The only map of Nehwon I know of, most reliable in its central and southern (bottom) portions, was first sketched out and drawn by Martha McElroy (Mrs. Harry Fischer), redrawn by another for Amra, and that redrawing reproduced, somewhat simplified, in the Ace The Swords of Lankhmar and in the French and German translations, where the Cold Waste becomes Deserts Froids and Eis-Ode respectively. This shows only a section of the northern hemisphere, showing longitudinally about one sixth of the circumference of the planet (or globular vacuity) and going from the north pole no farther south than the northern tropic. Exactly where Klesh is one asks in vain. It must always be remebered that I know no more of Nehwon than I have put into my stories. There are no secret volumes of history, geography, etc., written before the tales themselves were spun. I rely wholly on what Fafhrd and the Mouser have told me, testing them against each other, and sifting out exaggerations and lies when I must. And while my conferences with the Twain have been rewarding, they also have been fewer than I’d wish. I have handled no little books of Ningauble or scrolls or Srith. For the lands east of the Sea of Monsters, much can, be discovered from the stories written since the map was drawn. Much can especially be discovered from the tales “The Circle Curse” (in Swords Against Death as published by Ace, of course, as have been all five Swords books) and “Trapped in the Shadowland” (in The Year’s Best Fantasy Stories, edited by Lin Carter, DAW, newly published). The Shadowland, abode of Death and said to contain what some call Nehwon’s death pole, lies east of the Sea of Monsters. Beyond it, still farther east, is the strange land of Eevamarensee, where mankind and domestic animalkind are alike hairless, but whether this betokens an advanced civilization or decadence only, I know not.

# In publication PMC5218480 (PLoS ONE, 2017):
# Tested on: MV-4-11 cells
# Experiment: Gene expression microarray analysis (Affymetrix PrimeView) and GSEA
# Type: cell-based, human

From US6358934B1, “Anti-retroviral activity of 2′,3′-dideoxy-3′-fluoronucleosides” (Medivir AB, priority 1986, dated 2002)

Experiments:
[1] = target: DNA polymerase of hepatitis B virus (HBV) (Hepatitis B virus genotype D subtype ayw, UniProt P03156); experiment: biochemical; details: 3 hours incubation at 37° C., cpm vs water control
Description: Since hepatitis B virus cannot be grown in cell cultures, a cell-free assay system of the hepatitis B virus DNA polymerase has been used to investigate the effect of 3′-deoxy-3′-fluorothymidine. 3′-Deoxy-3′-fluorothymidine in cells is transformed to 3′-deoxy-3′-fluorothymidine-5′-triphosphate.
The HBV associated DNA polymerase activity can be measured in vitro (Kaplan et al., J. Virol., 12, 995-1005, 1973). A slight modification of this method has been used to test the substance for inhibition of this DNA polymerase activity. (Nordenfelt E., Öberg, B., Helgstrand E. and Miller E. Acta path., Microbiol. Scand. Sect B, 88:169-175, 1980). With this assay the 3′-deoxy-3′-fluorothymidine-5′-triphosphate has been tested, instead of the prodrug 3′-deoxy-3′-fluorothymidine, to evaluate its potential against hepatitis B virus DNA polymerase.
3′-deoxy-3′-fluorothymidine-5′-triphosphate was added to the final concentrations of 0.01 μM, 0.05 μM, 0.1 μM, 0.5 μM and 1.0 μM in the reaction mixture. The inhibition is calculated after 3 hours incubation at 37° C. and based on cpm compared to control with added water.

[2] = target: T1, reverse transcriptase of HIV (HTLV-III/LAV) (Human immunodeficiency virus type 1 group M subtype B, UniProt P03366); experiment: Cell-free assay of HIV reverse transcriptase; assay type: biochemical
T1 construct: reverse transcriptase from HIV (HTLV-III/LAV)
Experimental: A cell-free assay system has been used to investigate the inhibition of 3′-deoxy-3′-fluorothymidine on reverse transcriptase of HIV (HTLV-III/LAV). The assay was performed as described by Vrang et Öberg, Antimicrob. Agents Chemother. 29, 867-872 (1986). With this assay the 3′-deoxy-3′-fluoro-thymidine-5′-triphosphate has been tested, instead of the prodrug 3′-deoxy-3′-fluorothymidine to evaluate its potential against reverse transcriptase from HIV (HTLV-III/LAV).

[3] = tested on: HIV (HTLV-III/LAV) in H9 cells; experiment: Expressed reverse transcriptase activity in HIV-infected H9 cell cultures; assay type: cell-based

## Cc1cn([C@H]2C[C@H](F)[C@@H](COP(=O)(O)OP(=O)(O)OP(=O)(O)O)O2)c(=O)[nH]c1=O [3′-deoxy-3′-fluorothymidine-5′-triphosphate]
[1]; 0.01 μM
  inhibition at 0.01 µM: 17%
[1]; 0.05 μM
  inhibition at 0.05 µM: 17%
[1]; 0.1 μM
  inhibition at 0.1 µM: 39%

At the antipodes from the Shadowland somewhere in the otherwise unknown southern continent(s) there is said to lie Godsland, abode and paradise of at least some but perhaps not all of the gods of Nehwon and containing that world’s life pole (distinct of course from its rotational pole, just as with earth’s rotational and magnetic poles). Evidence for this is found in the story “Under the Thumbs of the Gods,” to date published only in the April 1975 issue of the magazine Fantastic, a treasurehouse of D & D material. In my newly published (DAW, Sept. 1975) book The Second Book of Fritz Leiber there is a Fafhrd-Mouser story of some length, “Trapped in the Sea of Stars.” In it the Twain seek to sail to the southern continent(s) and encountering the Great Equatorial Current fail in their attempt, but appear to make some astonishing discoveries about the astronomy of Lankhmar, And in the soon-to-be-published Flashing Swords: #3, editied by Lin Carter (Dell) there is a sizeable Fafhrd-Mouser novelette, “The Frost Monstreme,” launching a new cycle of their adventures. In it we learn of Rime Isle, a large northern island in the Outer Sea, inhabited by men who appear to be of Fafhrd’s breed at least as to size and situated due west of the Claws and due north of Simorgya (for which see “The Sunken Land” in Swords Against Death). As I regretfully parted from the Twain (somewhere in the caverns of Ningauble, of course, for they’re the only place I know of where Nehwon and other worlds link — see “Adept’s Gambit” in Swords in the Mist) Fafhrd remarked, “Don’t forget Stardock when you write for these wargamers — a whole vast Dungeon inside Nehwon’s mighiest mountain, with routes both on the mountain and inside it.” Continued on Overleaf